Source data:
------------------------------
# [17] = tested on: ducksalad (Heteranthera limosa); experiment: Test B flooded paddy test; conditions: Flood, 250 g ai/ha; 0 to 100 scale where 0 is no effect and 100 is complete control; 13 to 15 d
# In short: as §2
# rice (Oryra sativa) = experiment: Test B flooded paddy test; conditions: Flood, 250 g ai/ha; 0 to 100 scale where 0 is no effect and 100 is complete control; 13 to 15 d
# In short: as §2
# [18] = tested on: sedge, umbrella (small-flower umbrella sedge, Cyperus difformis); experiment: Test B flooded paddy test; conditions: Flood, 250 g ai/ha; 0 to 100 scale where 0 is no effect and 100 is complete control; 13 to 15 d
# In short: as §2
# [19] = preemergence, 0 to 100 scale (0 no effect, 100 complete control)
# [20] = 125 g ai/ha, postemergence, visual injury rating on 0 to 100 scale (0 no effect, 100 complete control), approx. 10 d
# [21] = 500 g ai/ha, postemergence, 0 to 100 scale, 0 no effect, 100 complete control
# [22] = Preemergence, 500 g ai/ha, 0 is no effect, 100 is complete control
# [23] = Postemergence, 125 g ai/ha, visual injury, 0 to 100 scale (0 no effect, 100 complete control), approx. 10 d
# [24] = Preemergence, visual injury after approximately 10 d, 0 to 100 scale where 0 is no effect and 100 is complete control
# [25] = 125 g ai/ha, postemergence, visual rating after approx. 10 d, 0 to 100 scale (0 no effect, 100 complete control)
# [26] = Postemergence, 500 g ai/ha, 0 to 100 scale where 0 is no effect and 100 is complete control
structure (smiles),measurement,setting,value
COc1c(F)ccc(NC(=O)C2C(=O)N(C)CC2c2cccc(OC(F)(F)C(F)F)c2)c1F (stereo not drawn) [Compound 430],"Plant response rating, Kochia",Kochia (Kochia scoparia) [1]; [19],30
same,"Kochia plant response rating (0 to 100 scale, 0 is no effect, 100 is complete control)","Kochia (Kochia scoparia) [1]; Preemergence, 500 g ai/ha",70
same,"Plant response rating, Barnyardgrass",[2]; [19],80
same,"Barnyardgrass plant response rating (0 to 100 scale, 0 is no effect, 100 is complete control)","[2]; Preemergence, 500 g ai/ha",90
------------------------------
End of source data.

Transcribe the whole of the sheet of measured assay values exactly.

# [17] = tested on: ducksalad (Heteranthera limosa); experiment: Test B flooded paddy test; conditions: Flood, 250 g ai/ha; 0 to 100 scale where 0 is no effect and 100 is complete control; 13 to 15 d
# In short: as §2
# rice (Oryra sativa) = experiment: Test B flooded paddy test; conditions: Flood, 250 g ai/ha; 0 to 100 scale where 0 is no effect and 100 is complete control; 13 to 15 d
# In short: as §2
# [18] = tested on: sedge, umbrella (small-flower umbrella sedge, Cyperus difformis); experiment: Test B flooded paddy test; conditions: Flood, 250 g ai/ha; 0 to 100 scale where 0 is no effect and 100 is complete control; 13 to 15 d
# In short: as §2
# [19] = preemergence, 0 to 100 scale (0 no effect, 100 complete control)
# [20] = 125 g ai/ha, postemergence, visual injury rating on 0 to 100 scale (0 no effect, 100 complete control), approx. 10 d
# [21] = 500 g ai/ha, postemergence, 0 to 100 scale, 0 no effect, 100 complete control
# [22] = Preemergence, 500 g ai/ha, 0 is no effect, 100 is complete control
# [23] = Postemergence, 125 g ai/ha, visual injury, 0 to 100 scale (0 no effect, 100 complete control), approx. 10 d
# [24] = Preemergence, visual injury after approximately 10 d, 0 to 100 scale where 0 is no effect and 100 is complete control
# [25] = 125 g ai/ha, postemergence, visual rating after approx. 10 d, 0 to 100 scale (0 no effect, 100 complete control)
# [26] = Postemergence, 500 g ai/ha, 0 to 100 scale where 0 is no effect and 100 is complete control
structure (smiles),measurement,setting,value
COc1c(F)ccc(NC(=O)C2C(=O)N(C)CC2c2cccc(OC(F)(F)C(F)F)c2)c1F (stereo not drawn) [Compound 430],"Plant response rating, Kochia",Kochia (Kochia scoparia) [1]; [19],30
same,"Kochia plant response rating (0 to 100 scale, 0 is no effect, 100 is complete control)","Kochia (Kochia scoparia) [1]; Preemergence, 500 g ai/ha",70
same,"Plant response rating, Barnyardgrass",[2]; [19],80
same,"Barnyardgrass plant response rating (0 to 100 scale, 0 is no effect, 100 is complete control)","[2]; Preemergence, 500 g ai/ha",90